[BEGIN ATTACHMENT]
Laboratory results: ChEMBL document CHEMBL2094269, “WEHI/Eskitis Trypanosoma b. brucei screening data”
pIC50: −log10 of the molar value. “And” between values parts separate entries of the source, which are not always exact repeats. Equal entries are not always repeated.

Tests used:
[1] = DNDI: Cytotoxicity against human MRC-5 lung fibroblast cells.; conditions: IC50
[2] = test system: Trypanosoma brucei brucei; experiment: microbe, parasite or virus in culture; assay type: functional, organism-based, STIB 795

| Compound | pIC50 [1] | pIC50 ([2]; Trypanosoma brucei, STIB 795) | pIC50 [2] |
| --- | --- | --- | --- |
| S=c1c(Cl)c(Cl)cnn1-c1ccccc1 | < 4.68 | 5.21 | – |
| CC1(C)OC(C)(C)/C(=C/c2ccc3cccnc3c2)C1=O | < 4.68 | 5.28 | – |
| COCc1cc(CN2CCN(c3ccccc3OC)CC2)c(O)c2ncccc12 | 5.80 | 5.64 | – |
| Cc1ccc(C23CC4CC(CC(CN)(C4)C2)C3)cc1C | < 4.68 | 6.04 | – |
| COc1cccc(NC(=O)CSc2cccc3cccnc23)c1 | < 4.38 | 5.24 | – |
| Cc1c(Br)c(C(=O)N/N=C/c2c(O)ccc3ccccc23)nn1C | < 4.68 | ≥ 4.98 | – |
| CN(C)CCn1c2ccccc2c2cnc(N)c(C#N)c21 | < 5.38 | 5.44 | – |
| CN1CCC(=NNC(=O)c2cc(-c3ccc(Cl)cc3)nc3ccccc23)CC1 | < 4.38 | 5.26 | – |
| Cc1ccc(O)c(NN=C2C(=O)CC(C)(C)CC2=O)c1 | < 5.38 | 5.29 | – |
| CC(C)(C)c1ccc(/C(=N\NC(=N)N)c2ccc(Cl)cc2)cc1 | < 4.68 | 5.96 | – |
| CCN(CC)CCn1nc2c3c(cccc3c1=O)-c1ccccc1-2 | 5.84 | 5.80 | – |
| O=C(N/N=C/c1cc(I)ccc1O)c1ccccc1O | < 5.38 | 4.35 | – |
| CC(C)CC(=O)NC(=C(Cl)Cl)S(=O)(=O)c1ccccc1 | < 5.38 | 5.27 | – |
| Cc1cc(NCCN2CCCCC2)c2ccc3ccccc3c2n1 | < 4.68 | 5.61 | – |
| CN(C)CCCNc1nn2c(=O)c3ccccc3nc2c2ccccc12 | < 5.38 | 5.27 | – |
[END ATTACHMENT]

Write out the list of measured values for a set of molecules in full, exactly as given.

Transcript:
Laboratory results: ChEMBL document CHEMBL2094269, “WEHI/Eskitis Trypanosoma b. brucei screening data”
pIC50: −log10 of the molar value. “And” between values parts separate entries of the source, which are not always exact repeats. Equal entries are not always repeated.

Tests used:
[1] = DNDI: Cytotoxicity against human MRC-5 lung fibroblast cells.; conditions: IC50
[2] = test system: Trypanosoma brucei brucei; experiment: microbe, parasite or virus in culture; assay type: functional, organism-based, STIB 795

| Compound | pIC50 [1] | pIC50 ([2]; Trypanosoma brucei, STIB 795) | pIC50 [2] |
| --- | --- | --- | --- |
| S=c1c(Cl)c(Cl)cnn1-c1ccccc1 | < 4.68 | 5.21 | – |
| CC1(C)OC(C)(C)/C(=C/c2ccc3cccnc3c2)C1=O | < 4.68 | 5.28 | – |
| COCc1cc(CN2CCN(c3ccccc3OC)CC2)c(O)c2ncccc12 | 5.80 | 5.64 | – |
| Cc1ccc(C23CC4CC(CC(CN)(C4)C2)C3)cc1C | < 4.68 | 6.04 | – |
| COc1cccc(NC(=O)CSc2cccc3cccnc23)c1 | < 4.38 | 5.24 | – |
| Cc1c(Br)c(C(=O)N/N=C/c2c(O)ccc3ccccc23)nn1C | < 4.68 | ≥ 4.98 | – |
| CN(C)CCn1c2ccccc2c2cnc(N)c(C#N)c21 | < 5.38 | 5.44 | – |
| CN1CCC(=NNC(=O)c2cc(-c3ccc(Cl)cc3)nc3ccccc23)CC1 | < 4.38 | 5.26 | – |
| Cc1ccc(O)c(NN=C2C(=O)CC(C)(C)CC2=O)c1 | < 5.38 | 5.29 | – |
| CC(C)(C)c1ccc(/C(=N\NC(=N)N)c2ccc(Cl)cc2)cc1 | < 4.68 | 5.96 | – |
| CCN(CC)CCn1nc2c3c(cccc3c1=O)-c1ccccc1-2 | 5.84 | 5.80 | – |
| O=C(N/N=C/c1cc(I)ccc1O)c1ccccc1O | < 5.38 | 4.35 | – |
| CC(C)CC(=O)NC(=C(Cl)Cl)S(=O)(=O)c1ccccc1 | < 5.38 | 5.27 | – |
| Cc1cc(NCCN2CCCCC2)c2ccc3ccccc3c2n1 | < 4.68 | 5.61 | – |
| CN(C)CCCNc1nn2c(=O)c3ccccc3nc2c2ccccc12 | < 5.38 | 5.27 | – |